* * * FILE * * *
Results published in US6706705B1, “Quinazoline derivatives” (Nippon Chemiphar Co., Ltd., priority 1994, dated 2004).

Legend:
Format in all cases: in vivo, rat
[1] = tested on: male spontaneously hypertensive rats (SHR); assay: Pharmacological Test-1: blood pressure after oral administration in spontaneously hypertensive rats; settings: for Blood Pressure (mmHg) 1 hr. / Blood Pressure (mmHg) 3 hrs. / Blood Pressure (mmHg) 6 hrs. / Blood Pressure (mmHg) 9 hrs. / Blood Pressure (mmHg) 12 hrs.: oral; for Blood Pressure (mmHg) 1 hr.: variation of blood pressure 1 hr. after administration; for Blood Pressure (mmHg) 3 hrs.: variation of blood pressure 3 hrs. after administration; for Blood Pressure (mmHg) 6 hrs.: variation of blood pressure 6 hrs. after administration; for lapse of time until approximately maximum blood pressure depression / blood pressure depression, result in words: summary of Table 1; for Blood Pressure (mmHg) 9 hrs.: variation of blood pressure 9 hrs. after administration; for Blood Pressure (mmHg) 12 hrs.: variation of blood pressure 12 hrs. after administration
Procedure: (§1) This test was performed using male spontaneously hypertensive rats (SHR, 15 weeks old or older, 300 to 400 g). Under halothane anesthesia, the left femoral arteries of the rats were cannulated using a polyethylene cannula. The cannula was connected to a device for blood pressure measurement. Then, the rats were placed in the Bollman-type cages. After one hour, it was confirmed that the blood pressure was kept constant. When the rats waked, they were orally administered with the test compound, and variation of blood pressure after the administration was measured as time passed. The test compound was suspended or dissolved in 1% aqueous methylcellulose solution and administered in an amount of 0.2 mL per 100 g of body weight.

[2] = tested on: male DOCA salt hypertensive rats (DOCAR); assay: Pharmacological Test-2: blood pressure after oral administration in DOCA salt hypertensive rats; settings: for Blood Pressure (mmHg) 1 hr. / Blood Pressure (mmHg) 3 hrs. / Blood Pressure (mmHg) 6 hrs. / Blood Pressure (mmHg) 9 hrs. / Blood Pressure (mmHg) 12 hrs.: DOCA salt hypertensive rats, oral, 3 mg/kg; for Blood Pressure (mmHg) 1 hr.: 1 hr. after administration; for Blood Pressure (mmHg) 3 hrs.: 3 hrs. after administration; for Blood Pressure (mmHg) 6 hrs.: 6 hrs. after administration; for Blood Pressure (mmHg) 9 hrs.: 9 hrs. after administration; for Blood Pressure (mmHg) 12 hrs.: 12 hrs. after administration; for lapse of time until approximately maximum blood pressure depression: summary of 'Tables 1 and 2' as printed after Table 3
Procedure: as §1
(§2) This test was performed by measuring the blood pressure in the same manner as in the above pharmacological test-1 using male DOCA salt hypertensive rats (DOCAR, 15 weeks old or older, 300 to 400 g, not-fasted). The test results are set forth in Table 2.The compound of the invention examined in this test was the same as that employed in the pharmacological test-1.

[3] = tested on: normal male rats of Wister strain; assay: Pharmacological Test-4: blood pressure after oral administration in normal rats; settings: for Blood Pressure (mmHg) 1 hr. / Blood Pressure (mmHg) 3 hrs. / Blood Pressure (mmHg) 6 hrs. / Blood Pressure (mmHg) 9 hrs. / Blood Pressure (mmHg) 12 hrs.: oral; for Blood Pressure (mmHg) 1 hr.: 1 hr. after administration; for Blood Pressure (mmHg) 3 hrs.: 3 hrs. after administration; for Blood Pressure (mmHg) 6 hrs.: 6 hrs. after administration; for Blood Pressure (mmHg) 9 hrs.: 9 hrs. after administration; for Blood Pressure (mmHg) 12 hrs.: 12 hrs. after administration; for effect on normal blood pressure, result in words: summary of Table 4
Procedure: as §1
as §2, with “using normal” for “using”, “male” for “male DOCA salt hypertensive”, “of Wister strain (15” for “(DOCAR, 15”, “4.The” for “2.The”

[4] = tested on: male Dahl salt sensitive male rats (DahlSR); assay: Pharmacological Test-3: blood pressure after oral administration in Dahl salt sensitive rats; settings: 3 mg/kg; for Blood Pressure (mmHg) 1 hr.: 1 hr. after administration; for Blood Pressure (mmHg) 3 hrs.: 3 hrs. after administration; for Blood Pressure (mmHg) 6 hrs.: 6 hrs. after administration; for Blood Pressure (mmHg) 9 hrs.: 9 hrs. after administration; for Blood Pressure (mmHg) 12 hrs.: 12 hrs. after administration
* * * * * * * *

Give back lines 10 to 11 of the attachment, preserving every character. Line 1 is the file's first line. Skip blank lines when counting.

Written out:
Procedure: as §1
as §2, with “using normal” for “using”, “male” for “male DOCA salt hypertensive”, “of Wister strain (15” for “(DOCAR, 15”, “4.The” for “2.The”